STAR ASCEND UK LIMITED ('Star Ascend) is committed to safeguarding and promoting the welfare of all children, young people and adults we work with, ensuring they feel supported and valued in a safe environment free from any form of discrimination and where safeguarding concerns are addressed appropriately. We are committed to ensuring that all individuals, regardless of age, disability, gender, race, marital status, religion or belief system, sexual orientation or identity, have the right to protection from any form of harm, abuse or exploitation.
We ensure that all staff have a clear understanding of child protection and safeguarding by providing thorough guidance and training. All Star Ascend employees and candidates are expected to follow this policy (which complies with (REC and DfE guidance) and are made aware that safeguarding is the responsibility of everyone involved, including them. To do so, they should:
- Read, understand, accept, and act in accordance with this policy.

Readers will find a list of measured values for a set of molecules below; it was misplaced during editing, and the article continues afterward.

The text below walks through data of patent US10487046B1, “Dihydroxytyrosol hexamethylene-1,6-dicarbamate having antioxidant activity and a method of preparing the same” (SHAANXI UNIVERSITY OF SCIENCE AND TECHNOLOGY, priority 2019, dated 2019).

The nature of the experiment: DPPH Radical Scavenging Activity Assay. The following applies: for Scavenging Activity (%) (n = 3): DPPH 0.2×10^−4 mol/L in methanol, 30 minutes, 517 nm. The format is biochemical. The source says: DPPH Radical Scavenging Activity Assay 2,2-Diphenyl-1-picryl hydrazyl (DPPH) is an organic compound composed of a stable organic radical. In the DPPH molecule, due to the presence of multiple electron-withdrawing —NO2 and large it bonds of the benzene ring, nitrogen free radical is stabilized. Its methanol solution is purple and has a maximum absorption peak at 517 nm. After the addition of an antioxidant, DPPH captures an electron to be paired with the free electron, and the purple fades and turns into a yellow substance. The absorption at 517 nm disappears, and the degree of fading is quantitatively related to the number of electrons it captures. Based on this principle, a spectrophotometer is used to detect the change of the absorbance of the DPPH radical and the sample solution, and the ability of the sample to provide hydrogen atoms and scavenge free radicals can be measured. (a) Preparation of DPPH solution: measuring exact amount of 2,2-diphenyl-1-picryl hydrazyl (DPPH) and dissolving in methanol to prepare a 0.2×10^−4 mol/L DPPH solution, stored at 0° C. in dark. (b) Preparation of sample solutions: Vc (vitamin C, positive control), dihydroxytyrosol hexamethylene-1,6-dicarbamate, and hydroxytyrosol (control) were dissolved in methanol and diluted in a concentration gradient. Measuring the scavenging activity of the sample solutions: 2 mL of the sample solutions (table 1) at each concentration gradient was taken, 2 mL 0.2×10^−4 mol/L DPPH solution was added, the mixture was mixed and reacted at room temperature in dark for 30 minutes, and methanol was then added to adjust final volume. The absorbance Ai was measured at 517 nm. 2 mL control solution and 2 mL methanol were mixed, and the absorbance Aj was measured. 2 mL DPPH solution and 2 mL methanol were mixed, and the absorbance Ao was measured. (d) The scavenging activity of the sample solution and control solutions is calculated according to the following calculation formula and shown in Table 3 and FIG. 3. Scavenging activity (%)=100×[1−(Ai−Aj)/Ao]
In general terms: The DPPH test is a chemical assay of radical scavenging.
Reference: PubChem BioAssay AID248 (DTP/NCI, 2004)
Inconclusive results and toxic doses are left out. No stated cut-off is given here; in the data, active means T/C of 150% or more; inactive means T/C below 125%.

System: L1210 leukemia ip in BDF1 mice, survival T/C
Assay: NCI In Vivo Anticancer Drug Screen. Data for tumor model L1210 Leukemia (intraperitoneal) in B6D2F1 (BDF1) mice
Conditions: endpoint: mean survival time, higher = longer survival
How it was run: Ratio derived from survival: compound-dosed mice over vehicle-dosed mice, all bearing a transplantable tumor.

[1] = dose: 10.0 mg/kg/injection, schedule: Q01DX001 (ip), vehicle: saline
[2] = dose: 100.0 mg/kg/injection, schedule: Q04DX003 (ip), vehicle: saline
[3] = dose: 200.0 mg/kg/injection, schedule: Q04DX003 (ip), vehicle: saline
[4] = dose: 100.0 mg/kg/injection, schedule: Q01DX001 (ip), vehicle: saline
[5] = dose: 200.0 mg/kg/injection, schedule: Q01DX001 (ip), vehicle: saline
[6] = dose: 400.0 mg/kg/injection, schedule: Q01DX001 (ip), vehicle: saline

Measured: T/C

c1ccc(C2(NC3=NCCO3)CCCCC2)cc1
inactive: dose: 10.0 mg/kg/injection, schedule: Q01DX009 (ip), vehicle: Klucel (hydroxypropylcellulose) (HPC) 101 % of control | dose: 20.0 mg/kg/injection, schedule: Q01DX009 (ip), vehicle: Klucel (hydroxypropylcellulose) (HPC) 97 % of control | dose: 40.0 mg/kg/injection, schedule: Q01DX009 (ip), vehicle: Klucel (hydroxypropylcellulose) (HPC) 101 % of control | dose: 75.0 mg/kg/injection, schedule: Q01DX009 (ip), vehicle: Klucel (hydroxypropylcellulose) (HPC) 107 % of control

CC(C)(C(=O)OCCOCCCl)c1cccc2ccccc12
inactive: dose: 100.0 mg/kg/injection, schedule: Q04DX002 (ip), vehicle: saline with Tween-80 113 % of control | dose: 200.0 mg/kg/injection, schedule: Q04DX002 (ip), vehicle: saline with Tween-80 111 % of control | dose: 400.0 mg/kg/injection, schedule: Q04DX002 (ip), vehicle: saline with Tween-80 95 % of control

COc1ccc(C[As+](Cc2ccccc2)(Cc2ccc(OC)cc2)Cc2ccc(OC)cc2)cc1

- Be vigilant and follow professional codes of conduct to maintain professional boundaries and safe working practices.
- Report any concerns or disclosures related to the protection and safety of children and young people
- Undertake mandatory safeguarding training and awareness sessions where provided.
- Help educate learners/service users in placements regarding matters of keeping safe, including acting as a good role model.
OUR COMMITMENT TO SAFEGUARING
- Star Ascend has robust safer recruitment processes that ensures that those who are known to be a risk to children and vulnerable young adults do not gain access to them.; those whose actions suggest that they are a risk to children and young people are detected at the earliest stage and prevented from continuing to work with children; and that those who intend to do harm are prevented at every possible stage from entering the workforce.
- Staff and candidates understand their roles and responsibilities in respect of safeguarding and are provided with appropriate learning opportunities to recognise, identify and respond to signs of abuse, neglect and other safeguarding concerns relating to children.
- There is an open and transparent culture which enables staff and candidates to raise concerns around children, those that work with children, and processes within Star Ascend.
- It is as simple as possible for an individual to report concerns about harm or risk and clear procedures are implemented where safeguarding and child protection issues arise. Where concerns are reported we will ensure that individuals are supported.